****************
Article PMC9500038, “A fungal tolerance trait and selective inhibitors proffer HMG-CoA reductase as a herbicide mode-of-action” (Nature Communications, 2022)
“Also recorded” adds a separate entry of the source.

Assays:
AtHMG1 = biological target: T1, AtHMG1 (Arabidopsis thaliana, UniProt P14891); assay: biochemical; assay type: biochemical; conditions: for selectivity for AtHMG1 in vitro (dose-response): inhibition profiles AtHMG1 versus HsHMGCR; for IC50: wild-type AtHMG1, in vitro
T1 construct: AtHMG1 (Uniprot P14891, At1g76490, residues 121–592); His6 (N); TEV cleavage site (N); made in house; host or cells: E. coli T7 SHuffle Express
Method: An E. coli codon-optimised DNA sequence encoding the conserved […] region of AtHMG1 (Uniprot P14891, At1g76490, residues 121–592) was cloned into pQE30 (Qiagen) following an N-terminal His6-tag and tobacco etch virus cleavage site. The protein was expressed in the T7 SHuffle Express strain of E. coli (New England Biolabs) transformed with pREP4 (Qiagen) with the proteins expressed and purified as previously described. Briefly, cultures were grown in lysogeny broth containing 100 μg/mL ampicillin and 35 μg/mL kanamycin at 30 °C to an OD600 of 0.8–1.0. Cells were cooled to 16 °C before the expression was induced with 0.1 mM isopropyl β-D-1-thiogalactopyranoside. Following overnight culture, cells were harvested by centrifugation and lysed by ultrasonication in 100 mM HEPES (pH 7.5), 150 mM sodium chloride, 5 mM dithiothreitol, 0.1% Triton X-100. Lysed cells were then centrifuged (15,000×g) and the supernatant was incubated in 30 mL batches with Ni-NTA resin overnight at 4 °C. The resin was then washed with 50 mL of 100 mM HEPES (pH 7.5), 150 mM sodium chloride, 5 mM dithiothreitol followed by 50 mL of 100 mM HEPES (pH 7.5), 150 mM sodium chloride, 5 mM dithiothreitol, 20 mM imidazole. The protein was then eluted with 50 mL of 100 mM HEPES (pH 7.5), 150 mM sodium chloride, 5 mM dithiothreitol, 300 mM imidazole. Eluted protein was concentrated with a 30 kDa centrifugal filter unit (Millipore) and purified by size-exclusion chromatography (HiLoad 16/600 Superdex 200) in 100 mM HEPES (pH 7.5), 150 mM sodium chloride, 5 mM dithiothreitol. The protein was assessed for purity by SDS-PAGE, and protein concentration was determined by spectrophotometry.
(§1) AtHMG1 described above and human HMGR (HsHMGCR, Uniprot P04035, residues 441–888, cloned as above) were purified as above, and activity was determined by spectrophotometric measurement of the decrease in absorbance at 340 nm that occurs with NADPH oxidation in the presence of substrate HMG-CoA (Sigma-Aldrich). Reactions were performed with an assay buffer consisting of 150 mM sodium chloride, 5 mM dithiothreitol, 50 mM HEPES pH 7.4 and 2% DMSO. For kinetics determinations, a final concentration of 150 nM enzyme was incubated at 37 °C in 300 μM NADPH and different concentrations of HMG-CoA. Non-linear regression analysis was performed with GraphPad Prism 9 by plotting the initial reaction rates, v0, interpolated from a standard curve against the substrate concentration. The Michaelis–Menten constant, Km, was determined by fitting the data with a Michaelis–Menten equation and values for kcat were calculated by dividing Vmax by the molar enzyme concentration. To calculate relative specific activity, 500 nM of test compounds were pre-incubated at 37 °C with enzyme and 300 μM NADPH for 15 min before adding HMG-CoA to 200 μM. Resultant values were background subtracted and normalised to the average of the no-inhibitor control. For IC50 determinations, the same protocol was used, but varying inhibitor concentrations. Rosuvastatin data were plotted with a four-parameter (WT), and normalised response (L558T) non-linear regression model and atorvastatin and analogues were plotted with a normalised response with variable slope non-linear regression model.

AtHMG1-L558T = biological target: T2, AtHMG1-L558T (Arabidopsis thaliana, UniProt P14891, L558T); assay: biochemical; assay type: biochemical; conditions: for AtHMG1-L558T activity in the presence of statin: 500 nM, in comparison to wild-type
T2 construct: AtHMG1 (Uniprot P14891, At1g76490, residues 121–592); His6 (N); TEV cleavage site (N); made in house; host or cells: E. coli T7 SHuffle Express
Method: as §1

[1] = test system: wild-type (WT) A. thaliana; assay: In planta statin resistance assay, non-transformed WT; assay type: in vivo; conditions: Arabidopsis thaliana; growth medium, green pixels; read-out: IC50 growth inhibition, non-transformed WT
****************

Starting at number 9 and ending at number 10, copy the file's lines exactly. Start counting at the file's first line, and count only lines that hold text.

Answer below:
T2 construct: AtHMG1 (Uniprot P14891, At1g76490, residues 121–592); His6 (N); TEV cleavage site (N); made in house; host or cells: E. coli T7 SHuffle Express
Method: as §1